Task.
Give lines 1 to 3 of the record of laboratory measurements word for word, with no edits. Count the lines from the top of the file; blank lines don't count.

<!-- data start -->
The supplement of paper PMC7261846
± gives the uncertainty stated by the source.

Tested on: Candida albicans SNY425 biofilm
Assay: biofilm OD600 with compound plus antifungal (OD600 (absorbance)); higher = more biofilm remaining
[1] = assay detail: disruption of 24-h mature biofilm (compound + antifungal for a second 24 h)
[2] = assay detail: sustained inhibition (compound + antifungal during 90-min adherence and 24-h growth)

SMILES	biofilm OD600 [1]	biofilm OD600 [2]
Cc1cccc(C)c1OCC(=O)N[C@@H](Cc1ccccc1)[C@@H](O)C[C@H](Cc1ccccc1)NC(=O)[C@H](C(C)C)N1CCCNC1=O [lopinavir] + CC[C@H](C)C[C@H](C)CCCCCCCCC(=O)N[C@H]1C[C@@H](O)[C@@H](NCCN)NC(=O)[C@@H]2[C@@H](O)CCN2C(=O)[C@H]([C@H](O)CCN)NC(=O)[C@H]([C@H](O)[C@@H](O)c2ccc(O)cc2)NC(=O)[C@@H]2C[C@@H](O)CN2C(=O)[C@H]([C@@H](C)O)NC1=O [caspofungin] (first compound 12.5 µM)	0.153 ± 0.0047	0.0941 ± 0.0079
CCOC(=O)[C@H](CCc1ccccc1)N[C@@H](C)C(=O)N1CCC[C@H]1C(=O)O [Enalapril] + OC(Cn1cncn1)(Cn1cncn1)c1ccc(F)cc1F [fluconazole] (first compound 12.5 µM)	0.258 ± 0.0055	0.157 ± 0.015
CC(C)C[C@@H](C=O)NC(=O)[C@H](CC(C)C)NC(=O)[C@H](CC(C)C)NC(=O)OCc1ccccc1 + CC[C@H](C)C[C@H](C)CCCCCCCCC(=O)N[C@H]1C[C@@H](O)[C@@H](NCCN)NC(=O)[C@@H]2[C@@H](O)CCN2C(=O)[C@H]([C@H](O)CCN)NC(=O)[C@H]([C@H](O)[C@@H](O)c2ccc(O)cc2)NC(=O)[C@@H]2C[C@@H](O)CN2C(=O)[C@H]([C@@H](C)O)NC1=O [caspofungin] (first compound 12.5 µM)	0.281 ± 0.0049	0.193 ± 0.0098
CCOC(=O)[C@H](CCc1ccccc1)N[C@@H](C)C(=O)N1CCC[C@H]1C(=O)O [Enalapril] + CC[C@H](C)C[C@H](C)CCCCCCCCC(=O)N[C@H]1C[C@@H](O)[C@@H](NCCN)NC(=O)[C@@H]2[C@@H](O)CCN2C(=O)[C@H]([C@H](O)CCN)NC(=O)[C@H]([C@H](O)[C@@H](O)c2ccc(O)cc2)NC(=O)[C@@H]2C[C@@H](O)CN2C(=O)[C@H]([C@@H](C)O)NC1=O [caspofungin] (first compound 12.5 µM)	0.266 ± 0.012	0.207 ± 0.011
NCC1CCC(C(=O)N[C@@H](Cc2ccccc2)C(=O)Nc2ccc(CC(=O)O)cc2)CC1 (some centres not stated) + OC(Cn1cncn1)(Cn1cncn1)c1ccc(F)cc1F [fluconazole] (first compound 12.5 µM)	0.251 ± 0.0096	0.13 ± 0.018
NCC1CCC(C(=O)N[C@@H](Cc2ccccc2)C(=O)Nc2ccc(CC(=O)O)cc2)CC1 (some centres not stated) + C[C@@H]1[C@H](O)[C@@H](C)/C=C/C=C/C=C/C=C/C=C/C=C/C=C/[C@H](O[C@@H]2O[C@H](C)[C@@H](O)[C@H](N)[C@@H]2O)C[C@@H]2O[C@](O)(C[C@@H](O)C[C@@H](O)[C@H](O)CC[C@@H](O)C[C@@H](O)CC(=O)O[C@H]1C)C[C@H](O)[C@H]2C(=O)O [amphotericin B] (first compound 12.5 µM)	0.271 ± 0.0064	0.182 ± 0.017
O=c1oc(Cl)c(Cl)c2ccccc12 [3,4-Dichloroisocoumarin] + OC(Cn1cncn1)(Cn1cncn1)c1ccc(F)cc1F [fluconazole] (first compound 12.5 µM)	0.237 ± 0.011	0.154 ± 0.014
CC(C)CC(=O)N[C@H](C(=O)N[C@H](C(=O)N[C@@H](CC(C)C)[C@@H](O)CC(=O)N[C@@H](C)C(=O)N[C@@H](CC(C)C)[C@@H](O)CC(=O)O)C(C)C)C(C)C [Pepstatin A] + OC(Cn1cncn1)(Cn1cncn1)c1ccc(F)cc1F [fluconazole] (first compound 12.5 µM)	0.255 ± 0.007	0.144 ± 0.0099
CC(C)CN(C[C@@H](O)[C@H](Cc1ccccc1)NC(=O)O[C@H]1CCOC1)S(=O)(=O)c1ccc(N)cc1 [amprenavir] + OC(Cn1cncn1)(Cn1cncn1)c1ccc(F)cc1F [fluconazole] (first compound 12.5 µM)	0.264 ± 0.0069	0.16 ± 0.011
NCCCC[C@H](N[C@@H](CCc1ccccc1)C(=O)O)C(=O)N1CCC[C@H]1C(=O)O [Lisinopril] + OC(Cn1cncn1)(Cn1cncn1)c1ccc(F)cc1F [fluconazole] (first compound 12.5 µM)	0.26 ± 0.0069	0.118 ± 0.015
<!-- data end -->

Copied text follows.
The supplement of paper PMC7261846
± gives the uncertainty stated by the source.

Tested on: Candida albicans SNY425 biofilm